Golden era of hard rock recordings

Discussion in 'Recording/Live Sound' started by Occam, Mar 5, 2005.


  1. Occam

    Occam Member

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    There is something inherently magical about the hard rock albums of the 60's and 70's. A raw sort of purity. I've been thinking about it for awhile...with my own band's recordings and with my favorites Sabbath, Cream, Hendrix etc.... I think there are two things at play here.

    1) keep it simple stupid. I notice that they often don't have a ton of layers on the recordings...this more space to each instrument...toms especially sound better in this era

    2) the guitar and bass are often panned hard left and right and kept seperate from each other. I remember my first car...the speakers would sometimes cut out and I'd only hear the bass or the guitar.

    Gear of course plays a role but my band recorded on to 2" tape and used all high quality analog gear (much of it vintage)...but the big key is the spacing in the instruments. They're all clear and they all blend together perfectly. I think having too many layers and too much in both the left and right channels clouded things up a bit and I think this is very common in modern recordings. For some stuff this works great in others it doesn't. I ran guitars left and right but in the end instead of sounding more stereo it sounded more mono because I'm just everywhere in the mix. I think before we release our album I'm going to try to have it mixed with everything a bit more spread out and see how it sounds.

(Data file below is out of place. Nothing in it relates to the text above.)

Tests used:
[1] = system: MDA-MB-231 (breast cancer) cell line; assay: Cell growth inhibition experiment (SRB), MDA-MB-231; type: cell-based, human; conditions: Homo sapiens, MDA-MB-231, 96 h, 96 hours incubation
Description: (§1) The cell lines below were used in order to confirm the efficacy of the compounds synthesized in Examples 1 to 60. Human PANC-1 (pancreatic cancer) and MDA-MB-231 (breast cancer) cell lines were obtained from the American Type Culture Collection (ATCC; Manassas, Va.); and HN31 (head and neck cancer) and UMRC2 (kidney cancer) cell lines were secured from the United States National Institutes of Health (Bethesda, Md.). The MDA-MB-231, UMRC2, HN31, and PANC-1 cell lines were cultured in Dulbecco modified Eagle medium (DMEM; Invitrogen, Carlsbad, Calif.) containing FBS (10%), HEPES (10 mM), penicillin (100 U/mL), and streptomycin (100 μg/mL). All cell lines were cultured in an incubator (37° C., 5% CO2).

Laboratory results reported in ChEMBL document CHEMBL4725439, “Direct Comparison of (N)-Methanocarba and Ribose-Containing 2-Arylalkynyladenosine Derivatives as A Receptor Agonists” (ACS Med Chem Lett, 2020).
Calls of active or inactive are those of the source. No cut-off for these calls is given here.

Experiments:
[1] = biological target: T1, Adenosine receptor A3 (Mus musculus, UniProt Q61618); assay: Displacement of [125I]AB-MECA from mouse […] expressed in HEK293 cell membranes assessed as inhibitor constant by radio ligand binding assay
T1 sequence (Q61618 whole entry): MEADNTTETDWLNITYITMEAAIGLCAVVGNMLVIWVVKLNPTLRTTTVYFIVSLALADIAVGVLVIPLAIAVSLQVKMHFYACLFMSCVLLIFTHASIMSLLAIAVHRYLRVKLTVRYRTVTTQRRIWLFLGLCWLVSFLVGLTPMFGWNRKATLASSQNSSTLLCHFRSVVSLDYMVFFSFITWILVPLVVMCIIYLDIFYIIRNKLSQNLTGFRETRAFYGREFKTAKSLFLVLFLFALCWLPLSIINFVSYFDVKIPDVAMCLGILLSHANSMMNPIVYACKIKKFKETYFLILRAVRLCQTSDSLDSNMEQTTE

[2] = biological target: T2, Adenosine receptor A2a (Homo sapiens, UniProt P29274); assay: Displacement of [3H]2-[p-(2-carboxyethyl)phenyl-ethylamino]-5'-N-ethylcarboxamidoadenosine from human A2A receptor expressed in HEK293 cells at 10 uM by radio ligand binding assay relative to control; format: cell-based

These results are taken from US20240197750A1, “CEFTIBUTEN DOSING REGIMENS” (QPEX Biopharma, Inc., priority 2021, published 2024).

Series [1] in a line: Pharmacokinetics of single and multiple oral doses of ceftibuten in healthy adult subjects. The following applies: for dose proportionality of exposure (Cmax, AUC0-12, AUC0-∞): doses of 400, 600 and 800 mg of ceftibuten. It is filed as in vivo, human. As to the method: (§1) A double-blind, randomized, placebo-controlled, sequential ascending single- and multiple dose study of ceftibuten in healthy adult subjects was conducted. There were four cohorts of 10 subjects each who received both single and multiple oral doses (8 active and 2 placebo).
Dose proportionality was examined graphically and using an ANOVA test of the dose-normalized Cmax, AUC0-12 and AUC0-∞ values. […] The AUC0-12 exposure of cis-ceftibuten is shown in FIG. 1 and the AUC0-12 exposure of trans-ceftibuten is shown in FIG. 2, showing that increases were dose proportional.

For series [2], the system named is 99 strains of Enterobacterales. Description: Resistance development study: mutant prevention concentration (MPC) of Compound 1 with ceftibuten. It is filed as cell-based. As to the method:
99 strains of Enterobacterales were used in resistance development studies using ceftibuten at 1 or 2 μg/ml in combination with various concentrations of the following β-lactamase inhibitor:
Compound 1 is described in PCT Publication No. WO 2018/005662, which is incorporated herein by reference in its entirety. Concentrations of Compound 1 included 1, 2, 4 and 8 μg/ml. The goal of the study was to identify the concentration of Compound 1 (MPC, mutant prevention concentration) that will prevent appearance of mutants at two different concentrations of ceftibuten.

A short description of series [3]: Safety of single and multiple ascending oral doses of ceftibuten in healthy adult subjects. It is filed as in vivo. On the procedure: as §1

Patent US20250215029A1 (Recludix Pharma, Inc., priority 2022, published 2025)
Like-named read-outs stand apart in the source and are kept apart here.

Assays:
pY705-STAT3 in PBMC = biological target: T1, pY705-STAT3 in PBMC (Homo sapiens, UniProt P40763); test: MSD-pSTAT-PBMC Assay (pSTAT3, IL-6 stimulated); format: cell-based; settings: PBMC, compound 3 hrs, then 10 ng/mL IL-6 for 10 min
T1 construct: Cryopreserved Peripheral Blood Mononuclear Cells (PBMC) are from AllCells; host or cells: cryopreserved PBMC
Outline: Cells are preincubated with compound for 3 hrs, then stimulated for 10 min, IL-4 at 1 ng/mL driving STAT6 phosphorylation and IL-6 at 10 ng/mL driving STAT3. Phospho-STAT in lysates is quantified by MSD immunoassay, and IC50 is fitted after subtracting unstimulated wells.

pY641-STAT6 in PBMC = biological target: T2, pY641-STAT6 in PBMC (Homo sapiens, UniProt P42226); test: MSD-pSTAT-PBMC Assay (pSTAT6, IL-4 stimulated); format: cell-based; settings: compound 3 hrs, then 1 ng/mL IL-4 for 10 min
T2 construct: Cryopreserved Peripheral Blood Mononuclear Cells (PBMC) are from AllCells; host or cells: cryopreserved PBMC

2. TieDyedDevil

    TieDyedDevil Member

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    A few more things:

    1) A lot less distortion than is common in later years.

    2) Very few effects. Most effects were added during mixdown.

    3) Tons more dynamic range.
     
  3. saros141

    saros141 Guest

    Mixed by ear in realtime, not by eye and automated.
     
  4. riverastoasters

    riverastoasters Member

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    Me too. No, really. Also mastered by intelligent life forms.

    If you are recording a demo, some record companies want to hear performance and songwriting and don't need to hear quality recording. Other record companies really want to hear finished radio friendly product. If you only have one demo for both sorts of companies, it has to be good sounding. If you haven't mixed a bunch before you are better off with a pro. Not just any pro, either. You have to have confidence that he can produce the resuits you want.
     
  5. cameron

    cameron Member

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    The flipside of this is that the mono versions of some classic rock albums sound far better than the stereo versions.

    A friend of mine had an original mono LP of "Are You Experienced" and it absolutely blows away the stereo mix that we're all familiar with. The drums sound huge in mono, and the fact that the guitar and bass aren't panned to different channels fills out the whole band.

    When Phil Spector put together a boxed set of his recordings he went back to mono, and that set is a revelation, since all we'd heard on the radio for years were the lame stereo mixes of those tracks.